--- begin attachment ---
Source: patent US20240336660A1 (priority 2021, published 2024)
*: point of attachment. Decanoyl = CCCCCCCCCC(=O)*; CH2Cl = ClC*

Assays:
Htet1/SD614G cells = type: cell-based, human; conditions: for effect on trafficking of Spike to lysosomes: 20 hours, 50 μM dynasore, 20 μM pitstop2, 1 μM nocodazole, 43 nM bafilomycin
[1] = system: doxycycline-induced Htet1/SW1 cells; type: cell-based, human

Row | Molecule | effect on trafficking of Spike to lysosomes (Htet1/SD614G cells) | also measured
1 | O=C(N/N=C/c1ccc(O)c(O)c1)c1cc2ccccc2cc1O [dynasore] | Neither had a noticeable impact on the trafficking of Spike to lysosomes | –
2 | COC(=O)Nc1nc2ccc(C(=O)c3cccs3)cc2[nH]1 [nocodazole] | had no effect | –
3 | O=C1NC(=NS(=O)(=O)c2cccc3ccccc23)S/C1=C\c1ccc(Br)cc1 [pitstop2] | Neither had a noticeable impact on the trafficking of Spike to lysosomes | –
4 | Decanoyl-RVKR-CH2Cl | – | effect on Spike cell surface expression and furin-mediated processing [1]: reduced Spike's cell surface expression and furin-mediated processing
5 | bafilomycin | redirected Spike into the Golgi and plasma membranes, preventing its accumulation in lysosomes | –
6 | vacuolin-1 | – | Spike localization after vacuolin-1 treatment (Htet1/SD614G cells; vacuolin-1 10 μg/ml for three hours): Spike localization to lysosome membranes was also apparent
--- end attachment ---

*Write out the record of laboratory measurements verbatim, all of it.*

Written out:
Source: patent US20240336660A1 (priority 2021, published 2024)
*: point of attachment. Decanoyl = CCCCCCCCCC(=O)*; CH2Cl = ClC*

Assays:
Htet1/SD614G cells = type: cell-based, human; conditions: for effect on trafficking of Spike to lysosomes: 20 hours, 50 μM dynasore, 20 μM pitstop2, 1 μM nocodazole, 43 nM bafilomycin
[1] = system: doxycycline-induced Htet1/SW1 cells; type: cell-based, human

Row | Molecule | effect on trafficking of Spike to lysosomes (Htet1/SD614G cells) | also measured
1 | O=C(N/N=C/c1ccc(O)c(O)c1)c1cc2ccccc2cc1O [dynasore] | Neither had a noticeable impact on the trafficking of Spike to lysosomes | –
2 | COC(=O)Nc1nc2ccc(C(=O)c3cccs3)cc2[nH]1 [nocodazole] | had no effect | –
3 | O=C1NC(=NS(=O)(=O)c2cccc3ccccc23)S/C1=C\c1ccc(Br)cc1 [pitstop2] | Neither had a noticeable impact on the trafficking of Spike to lysosomes | –
4 | Decanoyl-RVKR-CH2Cl | – | effect on Spike cell surface expression and furin-mediated processing [1]: reduced Spike's cell surface expression and furin-mediated processing
5 | bafilomycin | redirected Spike into the Golgi and plasma membranes, preventing its accumulation in lysosomes | –
6 | vacuolin-1 | – | Spike localization after vacuolin-1 treatment (Htet1/SD614G cells; vacuolin-1 10 μg/ml for three hours): Spike localization to lysosome membranes was also apparent